A Homeschooling Experiment
Families displaced by Hurricane Katrina are turning to that old-fashioned, albeit non-traditional, method of learning: homeschooling. See this AP article from Belle Chasse, LA.
From the article:
>>Nationally, about 1.1 million students are home-schooled, according to the U.S. Department of Education, a movement that's been growing steadily for decades. Usually, though, it's not a decision made under duress, since home-schooling demands patience and commitment from both parents and students.<<
This could be an interesting data point in homeschooling research (many parents of gifted children choose to homeschool at some point in their children's school careers).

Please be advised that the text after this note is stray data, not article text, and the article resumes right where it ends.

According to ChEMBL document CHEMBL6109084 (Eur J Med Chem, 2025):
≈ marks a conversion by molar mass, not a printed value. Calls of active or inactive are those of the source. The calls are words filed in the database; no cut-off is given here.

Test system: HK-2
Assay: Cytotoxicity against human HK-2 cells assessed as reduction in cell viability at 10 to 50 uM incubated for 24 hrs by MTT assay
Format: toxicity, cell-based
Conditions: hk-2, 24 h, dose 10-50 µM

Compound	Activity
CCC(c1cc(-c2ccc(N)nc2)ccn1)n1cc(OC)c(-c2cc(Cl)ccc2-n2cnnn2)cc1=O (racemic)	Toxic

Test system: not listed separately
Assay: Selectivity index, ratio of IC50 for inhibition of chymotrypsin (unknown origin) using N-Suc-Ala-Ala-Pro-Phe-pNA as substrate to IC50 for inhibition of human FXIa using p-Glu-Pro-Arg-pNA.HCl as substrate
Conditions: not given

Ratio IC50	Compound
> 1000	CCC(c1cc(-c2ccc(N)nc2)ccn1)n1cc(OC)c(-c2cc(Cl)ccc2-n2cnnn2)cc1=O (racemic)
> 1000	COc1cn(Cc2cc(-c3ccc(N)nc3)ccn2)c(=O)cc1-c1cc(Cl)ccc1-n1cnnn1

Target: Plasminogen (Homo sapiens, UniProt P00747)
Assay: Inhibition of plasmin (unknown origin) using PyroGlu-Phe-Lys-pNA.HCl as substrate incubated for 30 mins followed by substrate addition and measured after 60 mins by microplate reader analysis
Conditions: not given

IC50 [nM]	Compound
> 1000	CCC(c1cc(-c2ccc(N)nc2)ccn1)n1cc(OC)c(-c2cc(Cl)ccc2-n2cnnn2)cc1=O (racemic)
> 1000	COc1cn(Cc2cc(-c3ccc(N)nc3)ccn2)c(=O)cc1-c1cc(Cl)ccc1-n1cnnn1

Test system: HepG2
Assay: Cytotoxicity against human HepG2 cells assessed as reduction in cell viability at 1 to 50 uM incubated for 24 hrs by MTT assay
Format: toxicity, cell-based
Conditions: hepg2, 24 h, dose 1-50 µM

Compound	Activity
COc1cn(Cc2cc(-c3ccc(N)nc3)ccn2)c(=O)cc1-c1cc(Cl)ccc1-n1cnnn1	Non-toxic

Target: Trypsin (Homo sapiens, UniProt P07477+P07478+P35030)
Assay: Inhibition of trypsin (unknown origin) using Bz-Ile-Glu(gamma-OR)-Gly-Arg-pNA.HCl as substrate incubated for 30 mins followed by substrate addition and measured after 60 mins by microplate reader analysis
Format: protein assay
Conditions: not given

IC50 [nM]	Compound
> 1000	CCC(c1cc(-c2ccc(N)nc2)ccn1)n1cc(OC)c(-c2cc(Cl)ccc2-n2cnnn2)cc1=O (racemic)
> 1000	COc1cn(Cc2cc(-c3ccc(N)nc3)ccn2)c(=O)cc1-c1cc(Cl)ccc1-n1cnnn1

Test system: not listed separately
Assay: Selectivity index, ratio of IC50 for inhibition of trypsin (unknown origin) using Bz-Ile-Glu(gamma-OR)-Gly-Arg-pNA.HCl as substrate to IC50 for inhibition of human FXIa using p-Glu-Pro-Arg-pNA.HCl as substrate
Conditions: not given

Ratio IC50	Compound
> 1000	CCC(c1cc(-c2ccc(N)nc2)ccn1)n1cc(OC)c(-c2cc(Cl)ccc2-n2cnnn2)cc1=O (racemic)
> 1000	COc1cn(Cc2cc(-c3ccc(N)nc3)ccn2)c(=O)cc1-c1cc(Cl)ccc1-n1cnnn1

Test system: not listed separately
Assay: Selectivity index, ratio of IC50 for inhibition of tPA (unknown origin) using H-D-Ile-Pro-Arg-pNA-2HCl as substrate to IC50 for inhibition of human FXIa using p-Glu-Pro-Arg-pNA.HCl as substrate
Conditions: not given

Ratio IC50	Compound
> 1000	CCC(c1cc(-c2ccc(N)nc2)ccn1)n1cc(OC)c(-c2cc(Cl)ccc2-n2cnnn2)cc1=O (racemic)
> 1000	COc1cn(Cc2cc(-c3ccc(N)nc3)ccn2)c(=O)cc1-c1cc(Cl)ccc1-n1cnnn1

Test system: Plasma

All the studies of homeschooling contain a selection bias. The kinds of parents who choose to homeschool are often better educated and more committed to learning than those who don't. I have only come across one study that removed some of that bias. That study looked at rural Alaskan families who homeschooled out of necessity, not choice. The state would provide lessons by radio, and centrally located teachers would consult with parents on occasion. These students did as well as their conventionally schooled peers.
The Louisiana situation could provide a similar study, since parents are homeschooling "under duress" as the article says, not as a long-planned choice. We will see how these children fare when they return to their schools. My guess is they'll do pretty well.